Most businesses rely on at least some physical assets to stay operational. Unfortunately, even the highest-quality equipment doesn’t last forever. Because computers, cars, office equipment and machinery all lose value as time goes on, businesses need a way of recording this loss in their books.
Quantifying that loss is known as depreciation, which refers to the portion of an asset’s cost that is “consumed,” or transferred from balance sheet to income statement, in a given accounting period. In this way, businesses are attributing a portion of the profits from a physical asset to a portion of its expense.
It’s easy to confuse depreciation with amortization. Quite simply, depreciation refers to tangible assets, like those listed above. Amortization refers to intangible assets, like intellectual property, contract rights or other intangible assets with a fair market value.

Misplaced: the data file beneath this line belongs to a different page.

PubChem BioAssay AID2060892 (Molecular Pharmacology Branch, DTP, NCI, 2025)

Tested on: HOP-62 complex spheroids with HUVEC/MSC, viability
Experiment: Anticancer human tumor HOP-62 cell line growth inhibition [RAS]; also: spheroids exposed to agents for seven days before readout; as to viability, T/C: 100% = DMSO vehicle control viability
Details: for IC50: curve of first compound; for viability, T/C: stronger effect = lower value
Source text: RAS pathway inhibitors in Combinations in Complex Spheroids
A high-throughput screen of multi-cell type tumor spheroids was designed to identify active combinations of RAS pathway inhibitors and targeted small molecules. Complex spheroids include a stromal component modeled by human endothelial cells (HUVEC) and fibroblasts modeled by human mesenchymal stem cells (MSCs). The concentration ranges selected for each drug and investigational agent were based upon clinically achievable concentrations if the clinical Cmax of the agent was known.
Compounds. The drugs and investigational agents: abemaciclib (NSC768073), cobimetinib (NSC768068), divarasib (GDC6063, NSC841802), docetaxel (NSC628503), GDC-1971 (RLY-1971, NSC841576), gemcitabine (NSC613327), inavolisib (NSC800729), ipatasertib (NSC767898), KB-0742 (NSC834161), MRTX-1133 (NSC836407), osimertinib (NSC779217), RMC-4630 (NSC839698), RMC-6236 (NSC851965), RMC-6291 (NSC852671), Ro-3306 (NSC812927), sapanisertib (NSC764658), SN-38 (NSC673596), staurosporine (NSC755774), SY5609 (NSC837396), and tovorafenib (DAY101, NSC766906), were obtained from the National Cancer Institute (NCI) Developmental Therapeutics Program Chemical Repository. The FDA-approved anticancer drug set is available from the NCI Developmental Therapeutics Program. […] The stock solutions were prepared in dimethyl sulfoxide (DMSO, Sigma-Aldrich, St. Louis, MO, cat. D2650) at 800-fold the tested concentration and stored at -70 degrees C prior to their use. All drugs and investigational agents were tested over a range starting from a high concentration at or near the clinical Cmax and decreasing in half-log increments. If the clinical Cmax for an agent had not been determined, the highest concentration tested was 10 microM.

In calculating depreciation, there are three factors to consider.
- Useful life: refers to the time period that the asset can be used until it doesn’t function.
- Salvage value: which refers to the amount of money a company can hope to recover by selling the asset.
- Obsolescence: companies must assess if and when an asset will become obsolete and need replacement.
These three factors will also be defined against your asset’s purchase price.
It’s important to note that depreciation is calculated based on the historical value of an item and its likely lifespan, as opposed to the cost of replacing it now. While the market value of assets like computers and machinery tends be less than the recorded amount, the market value of property can often be higher than the value listed on the balance sheet.
Additionally, companies should note that not all assets depreciate. Items predicted to last a year or less are not eligible for depreciation. Further, because only asset owners can claim depreciation, leases on assets you don’t own (e.g. buildings, cars) are not allowed.